By Gboyega Akinsanmi
A Senior Advocate of Nigeria (SAN), Chief Afe Babalola, has asked the Independent Corrupt Practices and Other Related Offences Commission (ICPC) to investigate former Solicitor-General of Lagos State, Mr. Lawal Pedro, for allegedly defrauding his law firm of $10 million in professional fees.
Babalola also asked the ICPC to investigate how the family of Gbadamosi Eletu of Osapa Village, Lagos, substituted his law firm for that of Pedro, thereby depriving his firm of $10 million professional fees.
He made the request in a petition he addressed to the Chairman of ICPC, Mr. Ekpo Nta, detailing how the former solicitor-general allegedly abused his office and hijacked the briefs he handled for the family of Eletu in Supreme Court while his professional fees had not been paid.
As contained in the petition, the senior advocate asked the ICPC to investigate the corrupt practices in respect of the settlement of some lawsuits, which Pedro concluded in connivance with the Eletu family and other parties “to defraud his law firm of its professional fees.”
He said the Remedium Chambers “is the private law firm, which Pedro used fraudulently to hijack the briefs of other lawyers while he was in the employment of the Lagos State Government.
He alleged that Pedro used his private law firm to hijack the negotiation of Suit No: LD/4897/2014 between Beach Resorts and the Eletu family. As a result, the Eletu family deprived the law firm of Afe Babalola of its professional fees of $10 million.
He buttressed his claims in a suit no: LD/1827/LMW/15 he recently filed in a Lagos High Court contending that after his retirement, Pedro moved “to the premises of De Remedium Chambers located at No. 2 Akintoye Shogunle Street, Off John Olugbemi Street, Ikeja, where he practices law privately. He has since changed the name of the said office to Lawal Pedro, SAN and Co.”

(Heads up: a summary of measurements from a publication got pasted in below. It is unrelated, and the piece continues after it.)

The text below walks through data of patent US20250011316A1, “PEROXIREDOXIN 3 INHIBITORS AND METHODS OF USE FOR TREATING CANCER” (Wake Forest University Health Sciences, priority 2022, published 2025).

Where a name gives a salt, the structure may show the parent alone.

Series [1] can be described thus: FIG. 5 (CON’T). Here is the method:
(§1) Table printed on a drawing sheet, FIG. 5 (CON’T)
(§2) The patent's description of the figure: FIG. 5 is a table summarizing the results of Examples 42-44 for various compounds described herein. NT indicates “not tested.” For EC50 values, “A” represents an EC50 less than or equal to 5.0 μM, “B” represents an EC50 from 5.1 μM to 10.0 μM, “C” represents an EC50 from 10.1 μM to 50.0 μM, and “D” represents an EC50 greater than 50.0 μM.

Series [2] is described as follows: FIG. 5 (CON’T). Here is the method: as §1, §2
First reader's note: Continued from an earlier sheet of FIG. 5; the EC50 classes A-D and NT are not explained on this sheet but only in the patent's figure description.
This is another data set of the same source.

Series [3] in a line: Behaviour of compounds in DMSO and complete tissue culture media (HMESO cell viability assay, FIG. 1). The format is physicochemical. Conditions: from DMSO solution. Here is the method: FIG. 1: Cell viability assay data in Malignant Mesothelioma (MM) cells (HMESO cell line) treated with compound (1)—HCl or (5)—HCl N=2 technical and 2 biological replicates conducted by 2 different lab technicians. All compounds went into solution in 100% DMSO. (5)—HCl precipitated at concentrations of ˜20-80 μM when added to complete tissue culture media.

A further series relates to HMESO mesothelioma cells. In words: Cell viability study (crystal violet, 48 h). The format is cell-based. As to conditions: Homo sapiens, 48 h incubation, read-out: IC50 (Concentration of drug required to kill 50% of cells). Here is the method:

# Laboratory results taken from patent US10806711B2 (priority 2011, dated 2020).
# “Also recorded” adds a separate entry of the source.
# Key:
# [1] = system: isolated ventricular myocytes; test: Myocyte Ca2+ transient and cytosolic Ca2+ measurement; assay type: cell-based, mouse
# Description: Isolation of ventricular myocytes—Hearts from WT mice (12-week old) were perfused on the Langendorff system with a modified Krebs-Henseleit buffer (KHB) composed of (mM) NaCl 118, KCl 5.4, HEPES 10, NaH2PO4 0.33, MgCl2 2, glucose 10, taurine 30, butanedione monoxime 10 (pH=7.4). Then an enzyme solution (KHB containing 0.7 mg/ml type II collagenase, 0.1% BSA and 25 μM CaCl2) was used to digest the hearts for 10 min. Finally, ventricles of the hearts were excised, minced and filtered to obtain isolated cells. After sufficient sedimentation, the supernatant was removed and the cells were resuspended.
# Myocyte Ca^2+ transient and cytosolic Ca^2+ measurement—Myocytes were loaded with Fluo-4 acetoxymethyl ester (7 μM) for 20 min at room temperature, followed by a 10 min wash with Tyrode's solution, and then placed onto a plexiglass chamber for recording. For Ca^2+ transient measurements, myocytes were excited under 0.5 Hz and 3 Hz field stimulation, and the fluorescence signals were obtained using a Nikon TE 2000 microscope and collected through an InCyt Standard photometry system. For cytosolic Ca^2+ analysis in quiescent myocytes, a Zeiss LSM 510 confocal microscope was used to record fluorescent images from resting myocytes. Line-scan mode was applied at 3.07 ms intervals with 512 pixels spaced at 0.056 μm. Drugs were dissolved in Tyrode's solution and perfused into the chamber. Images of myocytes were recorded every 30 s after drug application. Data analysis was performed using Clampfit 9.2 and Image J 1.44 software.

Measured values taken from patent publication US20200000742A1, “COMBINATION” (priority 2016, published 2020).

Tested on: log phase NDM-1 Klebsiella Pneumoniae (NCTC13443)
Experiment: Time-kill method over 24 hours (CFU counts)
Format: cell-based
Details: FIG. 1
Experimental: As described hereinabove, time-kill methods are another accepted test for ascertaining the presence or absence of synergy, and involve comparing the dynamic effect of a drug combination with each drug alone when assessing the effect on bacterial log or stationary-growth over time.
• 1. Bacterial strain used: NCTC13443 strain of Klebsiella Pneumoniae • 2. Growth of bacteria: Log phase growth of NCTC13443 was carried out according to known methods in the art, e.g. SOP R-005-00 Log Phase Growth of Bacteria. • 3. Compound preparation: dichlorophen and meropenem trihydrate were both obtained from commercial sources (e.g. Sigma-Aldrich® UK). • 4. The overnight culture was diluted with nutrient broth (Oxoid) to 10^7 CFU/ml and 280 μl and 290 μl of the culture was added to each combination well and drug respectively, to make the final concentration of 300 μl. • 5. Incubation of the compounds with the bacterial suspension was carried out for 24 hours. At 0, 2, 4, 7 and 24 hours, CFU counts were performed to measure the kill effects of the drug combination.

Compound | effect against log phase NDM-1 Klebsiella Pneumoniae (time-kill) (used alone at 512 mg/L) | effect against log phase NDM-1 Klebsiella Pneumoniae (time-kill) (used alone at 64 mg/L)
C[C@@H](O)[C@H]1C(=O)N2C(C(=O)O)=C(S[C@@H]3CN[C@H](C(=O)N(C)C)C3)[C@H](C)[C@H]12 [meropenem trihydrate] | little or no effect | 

The senior advocate provided insight into the genesis, explaining how the Eletu family approached his law firm through a lawyer, Mr. Ademola Koko in 2005, asking him to appeal against the decision of a Court of Appeal involving 254 hectares of land.
After he agreed to handle the appeal at the Supreme Court, Babalola asked the Eletu family for a professional fee of $20 million, which he said, was reduced to $10 million after the family pleaded.
But when asked to pay part of the professional fees, the senior advocate noted that the Eletu family offered “to give him land to cover the payment,” which he said, was rejected in favour of a cash payment of fees.
Upon agreement, the senior advocate requested an agreement on his professional fees to be in writing and that the agreement should be executed before a magistrate, which the family complied with as proof of good faith.
He added that his law firm prosecuted the appeal for eight years before the Supreme Court delivered judgment on July 12, 2013 and awarded 216.7 hectares of land in favour of the Eletu family.
He said the attempt by his law firm to pursue the execution of the Supreme Court judgment stoked diverse litigations and protests, which perhaps compelled the Lagos State Government to intervene in the dispute.
The senior advocate alleged that all the suits filed after the judgment of the Supreme Court were fraudulently settled without his knowledge, and cited the suits filed by Wole Olanipekun & Co on behalf of Lekki Silver Touch Limited; Dele Farotimi & Co. on behalf of Sun City Properties Limited; Olalekan Yusuf on behalf of UACN Properties Development Company and Joseph Nwobike & Co. on behalf of Beach Resorts Nigeria Plc.
He noted that the suits, which arose from the decision of the Supreme Court secured by his law firm for the Eletu family were settled without his knowledge and with the involvement of Pedro, who allegedly used his private firm.